Providing Childcare Can Boost State Pension

July 2020
father and daughter
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The State pension is earned by paying national insurance (NI), with 35 years contributions required to get the full state pension from 2016. Each credit buys 1/35th of the state pension. The current weekly amount of £175.20 means that a credit will secure £260.29 per year of State pension, payable for life, once State pension age is reached. The Department for Work & Pensions (DWP) oversees this.

Non-earning Parents 

Parents who receive child benefit automatically get a credit for the State pension until their youngest child is 12 (aged 17 if the child is registered disabled). This is credited to the parent who claims the benefit. Where one parent is not in paid employment or self -employment and paying national insurance, it is important that they make the claim for child benefit or the credit is wasted. To transfer the credit from one parent to the other DWP form CF411A should be used. 

Parents who are not working, or are  earning less than the national insurance threshold and have not submitted a claim for child benefit, due to the High-Income Child Benefit charge, can still get State pension credits, providing they apply for the child benefit but then waive payment of it. If they do not apply for it, they will lose the credits.  

The credits given to parents as part of a brand-new child benefit claim can only be backdated for 3 months.  Parents who haven’t submitted a child benefit claim, even if they will be waiving the payments, need to act fast to reinstate State pension credits. Completing form CH2 from the DWP website is required for new claimants or telephone 0300 2003100 to amend a claim. 

Other Family Carers

A parent of a child under 12, who is working and paying national insurance via their employment or self-employment can give their credits to another adult who is caring for their children. This is known as the Specified Adult Childcare Credit which enables that adult to build up their state pension while providing childcare. Applications are made 6 months after the tax year ends, for example, credits for 2019/20 can be made from 5 October 2020 on Form CA9176 on the DWP website or call 0300 200 3500. 

This cannot be credited to someone who is a professional carer such as a child minder or nanny but it is intended to help a wide range of family members who give unpaid child care to enable a parent to go out to work. 

To be eligible the carer must be over 16 and under State retirement age, so a carer over State pension age would not be able to benefit. Nor would they benefit if they had already built up a full state pension. The carer can check this by requesting a forecast of their State pension. https://www.gov.uk/check-state-pension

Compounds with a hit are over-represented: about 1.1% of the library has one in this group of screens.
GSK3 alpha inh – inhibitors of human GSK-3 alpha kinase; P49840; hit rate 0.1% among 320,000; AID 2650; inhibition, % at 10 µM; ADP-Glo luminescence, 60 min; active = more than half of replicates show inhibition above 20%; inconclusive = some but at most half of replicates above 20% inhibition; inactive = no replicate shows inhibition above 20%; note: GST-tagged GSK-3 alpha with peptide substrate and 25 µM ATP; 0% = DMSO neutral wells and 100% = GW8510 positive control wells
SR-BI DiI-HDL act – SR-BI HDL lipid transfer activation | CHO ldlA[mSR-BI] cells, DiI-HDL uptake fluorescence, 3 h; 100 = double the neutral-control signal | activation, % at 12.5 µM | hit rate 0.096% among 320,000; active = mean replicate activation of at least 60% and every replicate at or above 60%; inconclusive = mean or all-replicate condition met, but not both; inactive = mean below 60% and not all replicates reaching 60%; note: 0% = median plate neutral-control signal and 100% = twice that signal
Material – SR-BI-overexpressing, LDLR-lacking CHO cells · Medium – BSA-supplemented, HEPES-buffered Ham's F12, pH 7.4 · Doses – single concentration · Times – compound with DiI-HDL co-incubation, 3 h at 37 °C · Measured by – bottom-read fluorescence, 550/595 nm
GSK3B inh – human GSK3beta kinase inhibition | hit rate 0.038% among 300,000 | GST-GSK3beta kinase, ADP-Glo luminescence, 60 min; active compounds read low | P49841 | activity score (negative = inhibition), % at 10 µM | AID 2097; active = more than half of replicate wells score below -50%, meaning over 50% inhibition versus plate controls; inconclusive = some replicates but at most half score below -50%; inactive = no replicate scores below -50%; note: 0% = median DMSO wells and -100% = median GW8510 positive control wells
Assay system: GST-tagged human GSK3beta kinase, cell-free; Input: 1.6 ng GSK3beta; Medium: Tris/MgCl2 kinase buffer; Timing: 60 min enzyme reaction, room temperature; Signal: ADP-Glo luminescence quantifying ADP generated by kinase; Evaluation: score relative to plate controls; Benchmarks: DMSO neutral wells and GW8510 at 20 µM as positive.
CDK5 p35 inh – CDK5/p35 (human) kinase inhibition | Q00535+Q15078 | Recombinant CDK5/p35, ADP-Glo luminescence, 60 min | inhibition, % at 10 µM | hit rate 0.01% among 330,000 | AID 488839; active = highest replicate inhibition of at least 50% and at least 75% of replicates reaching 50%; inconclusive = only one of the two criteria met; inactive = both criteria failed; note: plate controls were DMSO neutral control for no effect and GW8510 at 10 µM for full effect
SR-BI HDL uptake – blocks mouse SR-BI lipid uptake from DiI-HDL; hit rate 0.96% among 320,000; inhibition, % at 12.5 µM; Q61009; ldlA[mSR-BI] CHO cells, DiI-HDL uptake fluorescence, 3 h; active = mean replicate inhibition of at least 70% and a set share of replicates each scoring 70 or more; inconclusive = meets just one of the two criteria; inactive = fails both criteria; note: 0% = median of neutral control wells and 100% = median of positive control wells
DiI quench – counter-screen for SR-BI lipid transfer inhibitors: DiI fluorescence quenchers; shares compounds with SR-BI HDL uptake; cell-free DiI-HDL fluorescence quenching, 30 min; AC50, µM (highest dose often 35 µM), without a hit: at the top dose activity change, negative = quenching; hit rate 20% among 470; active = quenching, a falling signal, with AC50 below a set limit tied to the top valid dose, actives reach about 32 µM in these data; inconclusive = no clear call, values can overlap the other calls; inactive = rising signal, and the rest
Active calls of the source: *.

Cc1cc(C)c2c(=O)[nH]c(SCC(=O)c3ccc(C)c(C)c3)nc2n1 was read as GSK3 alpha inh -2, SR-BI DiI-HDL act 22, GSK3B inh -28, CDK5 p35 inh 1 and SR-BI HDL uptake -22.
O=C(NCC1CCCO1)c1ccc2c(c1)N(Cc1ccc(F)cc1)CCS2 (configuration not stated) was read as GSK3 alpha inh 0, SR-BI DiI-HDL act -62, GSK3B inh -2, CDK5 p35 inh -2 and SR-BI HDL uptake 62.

Often more than one family member will provide childcare, so it can be tricky knowing which carer to offer the credit to as only one adult can claim it even if care is shared. To resolve this dilemma the credit could be offered to one carer in one tax year and another in the next tax year. 

However, it is important that credits are not wasted as would be the case if one of the carers was also working, or was self- employed, and building their state pension through their own NI contributions.     

Equally some carers may have more than one set of children they look after, so sharing credits around the family is another way of ensuring no one misses out. 

Some carers may also qualify for Carer’s Credits if they are also looking after an adult and will not benefit by taking up the Specified Adult Childcare Credit as well. 

Backdating A Claim 

Where childcare has been given for some time it is possible for Specified Adult Childcare Credits to be backdated up to 2011. This could mean that if childcare has been provided for that time up to 9 years’ credits could be available and that would be worth a State pension of up to £2,342 per year payable for life from State pension age. 

During lockdown many relatives have been unable to see their families, but the Government have confirmed that carers who have continued to provide childcare remotely will still qualify for these credits. 

Understanding who in the family can most benefit from State Pension Credits is vital in ensuring that the credits really do buy extra pension and are not wasted by the credit being given to someone who will get a full state pension anyway. 

Kay Ingram
Director of Public Policy  


Please remember, no news or research item is a recommendation or advice to buy. LEBC Group Ltd is not responsible for accuracy and may not share the author’s views. The contents of this blog are for information purposes only and do not constitute individual advice. All information is based on our current understanding of taxation legislation and regulations. The Financial Conduct Authority does not regulate estate planning, tax advice, wills or trusts.

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